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Borrowing Functional APIs from F#

The Common Language Specification ensures that any conforming .NET language can access libraries created by any other language. This means imperative languages like VB and C# can call functional libraries created primarily for F#. In fact, many can be converted directly into C# code.

Dustin Campbell illustrates this by showing how even simple C# expressions can be reduced in length. He starts with this code,

int[] a = new int[20];
for (int x = 0; x < a.Length; x++)
a[x] = x + 1;

Instead of a specific code recipe, this F# code says (in a more declarative fashion), "create an array of 20 elements, and use this function to initialize each element." An interesting feature of the F# version is that the type of the array is never declared. Because the compiler can infer that the result of the passed function (fun x -> x + 1) will be an int, "a" must be an int array.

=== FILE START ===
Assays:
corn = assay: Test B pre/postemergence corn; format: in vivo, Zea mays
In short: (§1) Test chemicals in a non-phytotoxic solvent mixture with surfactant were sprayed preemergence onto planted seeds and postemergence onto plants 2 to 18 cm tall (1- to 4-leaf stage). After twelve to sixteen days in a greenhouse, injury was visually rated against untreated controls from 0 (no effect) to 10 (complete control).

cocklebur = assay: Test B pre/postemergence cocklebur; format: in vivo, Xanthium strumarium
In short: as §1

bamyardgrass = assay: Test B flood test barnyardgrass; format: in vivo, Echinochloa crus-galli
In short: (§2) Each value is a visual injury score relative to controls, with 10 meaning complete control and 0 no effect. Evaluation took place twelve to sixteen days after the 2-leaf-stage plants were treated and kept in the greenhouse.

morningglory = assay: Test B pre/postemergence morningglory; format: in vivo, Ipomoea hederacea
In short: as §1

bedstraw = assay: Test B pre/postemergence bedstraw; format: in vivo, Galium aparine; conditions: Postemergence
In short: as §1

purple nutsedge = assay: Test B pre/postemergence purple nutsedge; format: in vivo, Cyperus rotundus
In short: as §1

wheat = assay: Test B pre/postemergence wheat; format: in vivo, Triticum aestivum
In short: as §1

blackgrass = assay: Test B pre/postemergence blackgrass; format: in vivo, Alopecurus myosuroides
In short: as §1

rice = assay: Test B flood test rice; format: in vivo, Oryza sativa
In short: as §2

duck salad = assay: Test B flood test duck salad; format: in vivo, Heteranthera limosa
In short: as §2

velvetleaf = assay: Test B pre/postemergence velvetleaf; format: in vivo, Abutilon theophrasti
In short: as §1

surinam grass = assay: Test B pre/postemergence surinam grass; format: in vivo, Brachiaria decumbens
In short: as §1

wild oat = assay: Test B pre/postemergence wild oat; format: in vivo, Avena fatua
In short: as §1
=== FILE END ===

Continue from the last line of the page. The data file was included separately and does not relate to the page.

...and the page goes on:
To me, this code is beautiful. In addition, it is declarative instead of imperative; it describes what should be done but doesn't dictate exactly how it should be done. When I see such elegant code, I immediately start trying to figure out which of its aspects could be used to improve the code in my daily C# work.

Dustin goes on to show a C# function that allows for this syntax.

var a = ArrayEx.Create(20, x => x + 1);

It should be noted that these techniques work equally well in VB.

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